It’s was 8:51 PM when my friend Ankit texted me, “Are you going?” A few hours ago, we had made a plan and it was cancelled because he couldn’t go due to some family reasons. But hang on I said to myself after reading his message, why can’t I go alone? I have a week-off tomorrow and I like travelling alone.
Boom!!! I decided to go to Haridwar at 9:00 PM. without knowing where I will stay, what I will do, and how I will go. And my unplanned trip began.
I packed my bag and fill in whatever necessary items I could. Meanwhile, I contacted one of my friends and he told me that I could by a roadways bus which is readily available at Kashmiri Gate (I don’t prefer Volvo just to make my trip as cheap as possible, comfort is certainly not my priority).
I left Delhi at around 12 in the midnight and reached Haridwar 5:30 AM. As soon as I landed, I could feel the cool breeze flowing in the town and I knew it was due to the presence of the Ganga.
Soon, I reached a bridge where I could see the sun rising and making the Ganga glow orange and yellow in the morning. The moment was picturesque something very soothing to one’s soul. I then decided to walk from that bridge to ‘Har ki Pauri‘ (a revered place which is the major landmark of the holy city of Haridwar).
I slowly walked along the outskirts of the river while feeling the cool breeze. The sound of the water while striking the walls was something very special to me as in busy city life, one hardly gets a chance to feel the nature.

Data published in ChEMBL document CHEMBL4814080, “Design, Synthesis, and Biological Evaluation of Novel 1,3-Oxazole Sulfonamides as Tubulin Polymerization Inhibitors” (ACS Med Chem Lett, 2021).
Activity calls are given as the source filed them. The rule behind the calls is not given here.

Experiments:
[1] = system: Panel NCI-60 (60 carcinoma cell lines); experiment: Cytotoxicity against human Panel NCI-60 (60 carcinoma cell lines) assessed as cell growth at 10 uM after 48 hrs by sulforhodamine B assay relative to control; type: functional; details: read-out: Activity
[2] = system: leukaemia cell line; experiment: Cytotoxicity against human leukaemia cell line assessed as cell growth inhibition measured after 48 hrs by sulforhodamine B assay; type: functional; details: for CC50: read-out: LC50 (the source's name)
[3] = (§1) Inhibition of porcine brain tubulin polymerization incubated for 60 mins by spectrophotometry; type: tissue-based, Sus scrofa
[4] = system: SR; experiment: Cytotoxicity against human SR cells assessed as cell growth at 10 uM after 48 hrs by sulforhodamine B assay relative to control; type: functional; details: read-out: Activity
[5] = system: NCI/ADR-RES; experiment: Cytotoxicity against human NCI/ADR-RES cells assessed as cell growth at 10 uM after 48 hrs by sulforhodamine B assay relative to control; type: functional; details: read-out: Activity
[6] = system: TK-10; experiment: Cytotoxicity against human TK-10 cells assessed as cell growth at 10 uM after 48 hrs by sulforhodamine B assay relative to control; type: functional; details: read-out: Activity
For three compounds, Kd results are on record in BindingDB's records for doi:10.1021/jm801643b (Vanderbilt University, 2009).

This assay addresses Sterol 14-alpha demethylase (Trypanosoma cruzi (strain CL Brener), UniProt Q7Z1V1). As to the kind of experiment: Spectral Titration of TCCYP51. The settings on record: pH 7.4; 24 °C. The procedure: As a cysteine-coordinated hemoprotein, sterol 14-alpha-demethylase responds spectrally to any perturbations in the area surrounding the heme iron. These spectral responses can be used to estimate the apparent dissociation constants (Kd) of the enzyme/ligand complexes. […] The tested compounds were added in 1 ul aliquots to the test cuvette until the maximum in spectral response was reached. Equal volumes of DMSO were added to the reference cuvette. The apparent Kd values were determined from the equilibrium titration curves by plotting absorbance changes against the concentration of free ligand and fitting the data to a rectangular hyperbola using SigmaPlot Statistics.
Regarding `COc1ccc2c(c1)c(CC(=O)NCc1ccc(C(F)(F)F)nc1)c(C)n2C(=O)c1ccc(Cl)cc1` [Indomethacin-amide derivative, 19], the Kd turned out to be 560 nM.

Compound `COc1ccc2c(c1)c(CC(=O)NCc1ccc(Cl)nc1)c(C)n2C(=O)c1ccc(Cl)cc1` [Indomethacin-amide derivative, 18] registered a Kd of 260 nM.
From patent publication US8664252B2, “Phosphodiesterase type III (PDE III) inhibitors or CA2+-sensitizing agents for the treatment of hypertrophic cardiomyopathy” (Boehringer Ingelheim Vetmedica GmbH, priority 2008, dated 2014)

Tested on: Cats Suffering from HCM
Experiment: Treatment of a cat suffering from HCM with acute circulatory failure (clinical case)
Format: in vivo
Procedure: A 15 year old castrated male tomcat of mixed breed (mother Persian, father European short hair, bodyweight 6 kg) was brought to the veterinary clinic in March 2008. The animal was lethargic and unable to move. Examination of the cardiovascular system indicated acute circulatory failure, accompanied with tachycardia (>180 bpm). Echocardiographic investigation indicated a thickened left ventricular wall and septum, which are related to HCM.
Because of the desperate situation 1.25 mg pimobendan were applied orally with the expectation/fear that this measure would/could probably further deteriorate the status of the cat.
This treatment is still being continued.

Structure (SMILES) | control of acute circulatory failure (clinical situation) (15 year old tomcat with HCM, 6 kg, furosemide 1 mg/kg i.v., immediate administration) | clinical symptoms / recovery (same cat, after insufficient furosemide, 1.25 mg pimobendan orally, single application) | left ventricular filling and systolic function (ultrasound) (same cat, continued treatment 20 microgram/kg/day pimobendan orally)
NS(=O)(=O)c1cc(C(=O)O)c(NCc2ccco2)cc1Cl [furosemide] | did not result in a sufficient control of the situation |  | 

After reaching ‘Har Ki Pauri‘, I had to bath and didn’t know where to keep my belongings (I didn’t book a hotel or room, for I wanted to make the trip as cheap as possible). So I had to keep my bag just at the edge of the river and keep a constant check on it. The water was icy cold. For a moment, I felt as if my veins had been frozen. In the summer of India, where the normal temperature stays above 40 degrees, it was very tranquilising.
After bathing and visiting the historically relevant temples, I knew not where to go and what to do, so I just decided to fill in my tummy and have ‘puri-sabzi’.
I then talked to the locals and meanwhile also searched on the internet to find out what more I can do. I discovered that there is a temple named ‘Mansa Devi’ at the top of the hill.
The trek was too steep… it only had stairs which required a big stride and took a toll on my legs. I could easily remember my friend then, for he would have certainly stopped me from going up (frankly speaking, I then thanked God that he didn’t come with me).
It took around 1 hr to reach the top, but oh boy it was tough! I was sweating and my legs were tired, but reaching the top of the hill where I could see the whole city, I felt as if I have conquered something.
The enthusiasm of Indians is way too much when it comes to visiting the holy places and I could feel that. In that hot and humid condition, people came in numbers to visit the Holy temple. Although there is a trolley service available – one can directly go from the bottom of town to the temple without giving a load on their body, I decided to go on foot to check my stamina and pay tribute to the God.